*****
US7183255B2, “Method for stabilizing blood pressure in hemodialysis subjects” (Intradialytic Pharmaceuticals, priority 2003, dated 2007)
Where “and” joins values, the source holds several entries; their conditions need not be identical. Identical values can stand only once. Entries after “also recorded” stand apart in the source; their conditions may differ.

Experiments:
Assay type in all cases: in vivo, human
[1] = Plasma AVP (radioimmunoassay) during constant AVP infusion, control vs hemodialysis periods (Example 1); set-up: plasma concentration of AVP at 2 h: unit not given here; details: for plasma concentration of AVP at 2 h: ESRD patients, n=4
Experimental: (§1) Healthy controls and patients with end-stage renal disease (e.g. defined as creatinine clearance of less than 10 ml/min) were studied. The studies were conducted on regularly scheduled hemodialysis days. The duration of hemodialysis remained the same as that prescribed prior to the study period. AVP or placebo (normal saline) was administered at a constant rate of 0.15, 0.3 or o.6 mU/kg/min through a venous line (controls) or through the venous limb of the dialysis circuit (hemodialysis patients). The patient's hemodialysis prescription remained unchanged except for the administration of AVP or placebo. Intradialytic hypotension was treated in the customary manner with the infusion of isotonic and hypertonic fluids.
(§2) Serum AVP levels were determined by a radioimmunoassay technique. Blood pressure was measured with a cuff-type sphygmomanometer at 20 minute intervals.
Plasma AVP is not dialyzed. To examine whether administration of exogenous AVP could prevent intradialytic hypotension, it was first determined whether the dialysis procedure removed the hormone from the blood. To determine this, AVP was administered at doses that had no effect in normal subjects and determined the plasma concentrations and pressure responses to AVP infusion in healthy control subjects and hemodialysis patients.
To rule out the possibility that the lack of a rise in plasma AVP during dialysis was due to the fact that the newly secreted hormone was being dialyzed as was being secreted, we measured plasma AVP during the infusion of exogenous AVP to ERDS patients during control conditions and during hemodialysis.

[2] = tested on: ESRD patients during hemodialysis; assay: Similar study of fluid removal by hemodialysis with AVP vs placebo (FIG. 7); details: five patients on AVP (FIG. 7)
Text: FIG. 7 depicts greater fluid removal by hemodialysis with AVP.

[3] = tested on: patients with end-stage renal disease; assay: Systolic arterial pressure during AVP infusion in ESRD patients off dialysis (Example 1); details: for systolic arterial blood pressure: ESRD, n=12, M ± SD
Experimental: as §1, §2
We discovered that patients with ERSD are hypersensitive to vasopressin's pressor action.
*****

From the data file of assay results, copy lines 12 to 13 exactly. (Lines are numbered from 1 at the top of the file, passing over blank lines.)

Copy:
[3] = tested on: patients with end-stage renal disease; assay: Systolic arterial pressure during AVP infusion in ESRD patients off dialysis (Example 1); details: for systolic arterial blood pressure: ESRD, n=12, M ± SD
Experimental: as §1, §2